Saudi Journal of Gastroenterology
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RESPONSE TO LETTER TO EDITOR  
Year : 2017  |  Volume : 23  |  Issue : 5  |  Page : 307
A rare etiology of idiopathic acute pancreatitis


Department of Gastroenterology, Jaswant Rai Speciality Hospital, Saket, Meerut, Uttar Pradesh, India

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Date of Web Publication18-Sep-2017
 

How to cite this article:
Sharma M, Somani P. A rare etiology of idiopathic acute pancreatitis. Saudi J Gastroenterol 2017;23:307

How to cite this URL:
Sharma M, Somani P. A rare etiology of idiopathic acute pancreatitis. Saudi J Gastroenterol [serial online] 2017 [cited 2019 Sep 18];23:307. Available from: http://www.saudijgastro.com/text.asp?2017/23/5/307/215043


Sir,

We thank Yagnik [1] for his interest in our article.”[2] Ultrasonography (USG) has low sensitivity in the diagnosis of pancreatic duct ascariasis. This is based on our experience of 17 cases of pancreatic duct ascariasis in the last 11 years, which constitutes the largest single-centre experience in the world. Out of 17 cases, only 2 were diagnosed with USG. Although USG is quite sensitive for diagnosing pancreatobiliary ascariasis, its sensitivity significantly reduces when the worm is thin, in the pancreatic duct, or if the common bile duct is non-dilated. Endoscopic ultrasound (EUS) is more sensitive for diagnosis of pancreatic duct ascariasis than other radiologic investigations. The probable reasons are excellent imaging of pancreas by EUS, use of high-frequency probes, and in and out movement of ascaris which might be missed by other investigations. There are no studies comparing magnetic resonance cholangiopancreatography (MRCP) with EUS for pancreatic ascariasis in view of its rarity. In the study by Sandouk et al.[3] there were only 8 cases of pancreatic ascariasis out of 300 cases of pancreatobiliary ascariasis which were all diagnosed by ERCP. EUS and MRCP were not performed in that study. In the largest study till date of 500 patients with hepatobiliary and pancreatic disease caused by A. lumbricoides infection, only seven had pancreatic ascariasis.[4] EUS and MRCP were also not performed in that study. Considering all previous available data on pancreatic ascariasis and our own experience, we conclude that EUS is the investigation of choice for pancreatic ascariasis and should be considered after the first episode of idiopathic pancreatitis.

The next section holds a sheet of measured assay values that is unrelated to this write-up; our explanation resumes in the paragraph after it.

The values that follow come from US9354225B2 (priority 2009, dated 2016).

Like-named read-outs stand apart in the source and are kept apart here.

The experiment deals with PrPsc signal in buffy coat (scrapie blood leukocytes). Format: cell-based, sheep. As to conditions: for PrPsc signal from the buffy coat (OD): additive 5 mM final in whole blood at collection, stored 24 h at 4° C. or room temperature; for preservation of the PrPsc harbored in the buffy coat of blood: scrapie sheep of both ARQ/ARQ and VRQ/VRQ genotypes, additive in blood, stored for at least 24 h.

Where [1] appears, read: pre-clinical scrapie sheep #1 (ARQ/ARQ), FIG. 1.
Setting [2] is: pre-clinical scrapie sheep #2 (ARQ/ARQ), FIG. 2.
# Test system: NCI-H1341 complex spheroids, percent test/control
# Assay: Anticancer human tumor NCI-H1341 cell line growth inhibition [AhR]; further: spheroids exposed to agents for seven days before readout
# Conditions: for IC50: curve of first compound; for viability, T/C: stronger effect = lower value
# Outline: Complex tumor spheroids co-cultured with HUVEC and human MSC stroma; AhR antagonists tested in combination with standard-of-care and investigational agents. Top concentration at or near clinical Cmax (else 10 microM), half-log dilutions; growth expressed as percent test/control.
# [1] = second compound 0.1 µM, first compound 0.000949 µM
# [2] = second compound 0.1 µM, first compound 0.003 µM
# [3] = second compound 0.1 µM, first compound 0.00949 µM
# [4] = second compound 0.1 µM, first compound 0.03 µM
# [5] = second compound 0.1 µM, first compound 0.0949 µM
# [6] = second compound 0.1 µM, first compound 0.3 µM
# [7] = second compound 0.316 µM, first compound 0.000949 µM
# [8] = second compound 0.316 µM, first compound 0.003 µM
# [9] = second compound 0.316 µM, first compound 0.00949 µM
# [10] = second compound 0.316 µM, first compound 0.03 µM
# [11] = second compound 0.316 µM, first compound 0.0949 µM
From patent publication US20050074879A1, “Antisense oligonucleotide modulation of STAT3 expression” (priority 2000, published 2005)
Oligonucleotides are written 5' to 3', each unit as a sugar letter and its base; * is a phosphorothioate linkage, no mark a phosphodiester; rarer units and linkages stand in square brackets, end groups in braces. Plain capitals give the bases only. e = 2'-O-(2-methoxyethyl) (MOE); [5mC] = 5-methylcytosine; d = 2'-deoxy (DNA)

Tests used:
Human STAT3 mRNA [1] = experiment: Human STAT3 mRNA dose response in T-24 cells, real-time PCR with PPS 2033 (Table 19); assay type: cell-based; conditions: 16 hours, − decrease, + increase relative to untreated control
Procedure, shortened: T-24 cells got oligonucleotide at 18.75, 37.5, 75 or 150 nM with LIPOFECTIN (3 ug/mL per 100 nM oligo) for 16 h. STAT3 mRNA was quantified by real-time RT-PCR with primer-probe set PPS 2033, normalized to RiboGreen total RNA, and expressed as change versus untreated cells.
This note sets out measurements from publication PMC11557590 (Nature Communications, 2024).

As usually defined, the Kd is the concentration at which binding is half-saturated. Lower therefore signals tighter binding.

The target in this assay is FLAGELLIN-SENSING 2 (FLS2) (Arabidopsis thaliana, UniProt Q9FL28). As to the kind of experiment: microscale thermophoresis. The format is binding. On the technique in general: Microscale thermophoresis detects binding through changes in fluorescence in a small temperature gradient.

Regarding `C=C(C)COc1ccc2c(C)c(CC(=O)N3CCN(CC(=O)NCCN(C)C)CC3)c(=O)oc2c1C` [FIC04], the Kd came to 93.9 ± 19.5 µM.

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   References Top

1.
Yagnik VD. Ascariasis and pancreatitis. Saudi J Gastroenterol 2017;23: 306.  Back to cited text no. 1
  [Full text]  
2.
Sharma M, Somani P. A rare etiology of idiopathic acute pancreatitis. Saudi J Gastroenterol 2017;23:209-10.  Back to cited text no. 2
[PUBMED]  [Full text]  
3.
Sandouk F, Haffar S, Zada M, Graham DY, Anand BS. Pancreatic-biliary ascariasis: Experience of 300 cases. Am J Gastroenterol 1997;92:2264-7.  Back to cited text no. 3
    
4.
Khuroo MS, Zargar SA, Mahajan R. Hepatobiliary and pancreatic ascariasis in India. Lancet 1990;335:1503-6.  Back to cited text no. 4
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Correspondence Address:
Malay Sharma
Department of Gastroenterology, Jaswant Rai Speciality Hospital, Saket, Meerut - 250001, Uttar Pradesh
India
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Source of Support: None, Conflict of Interest: None


DOI: 10.4103/sjg.SJG_317_17

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